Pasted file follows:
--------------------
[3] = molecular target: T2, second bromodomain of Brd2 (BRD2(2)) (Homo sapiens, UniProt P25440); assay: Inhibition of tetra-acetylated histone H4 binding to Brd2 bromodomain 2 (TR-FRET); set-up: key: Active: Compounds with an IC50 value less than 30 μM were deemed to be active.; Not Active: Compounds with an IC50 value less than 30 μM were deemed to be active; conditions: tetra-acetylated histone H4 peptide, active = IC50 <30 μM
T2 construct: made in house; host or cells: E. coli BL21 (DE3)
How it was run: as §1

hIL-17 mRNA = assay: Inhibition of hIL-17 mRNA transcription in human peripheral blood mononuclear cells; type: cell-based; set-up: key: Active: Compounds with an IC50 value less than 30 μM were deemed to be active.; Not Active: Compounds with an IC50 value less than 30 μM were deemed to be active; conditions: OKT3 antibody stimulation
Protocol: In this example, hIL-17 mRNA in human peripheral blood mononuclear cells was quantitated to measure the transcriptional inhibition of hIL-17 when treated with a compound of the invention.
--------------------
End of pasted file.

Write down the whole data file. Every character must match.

[3] = molecular target: T2, second bromodomain of Brd2 (BRD2(2)) (Homo sapiens, UniProt P25440); assay: Inhibition of tetra-acetylated histone H4 binding to Brd2 bromodomain 2 (TR-FRET); set-up: key: Active: Compounds with an IC50 value less than 30 μM were deemed to be active.; Not Active: Compounds with an IC50 value less than 30 μM were deemed to be active; conditions: tetra-acetylated histone H4 peptide, active = IC50 <30 μM
T2 construct: made in house; host or cells: E. coli BL21 (DE3)
How it was run: as §1

hIL-17 mRNA = assay: Inhibition of hIL-17 mRNA transcription in human peripheral blood mononuclear cells; type: cell-based; set-up: key: Active: Compounds with an IC50 value less than 30 μM were deemed to be active.; Not Active: Compounds with an IC50 value less than 30 μM were deemed to be active; conditions: OKT3 antibody stimulation
Protocol: In this example, hIL-17 mRNA in human peripheral blood mononuclear cells was quantitated to measure the transcriptional inhibition of hIL-17 when treated with a compound of the invention.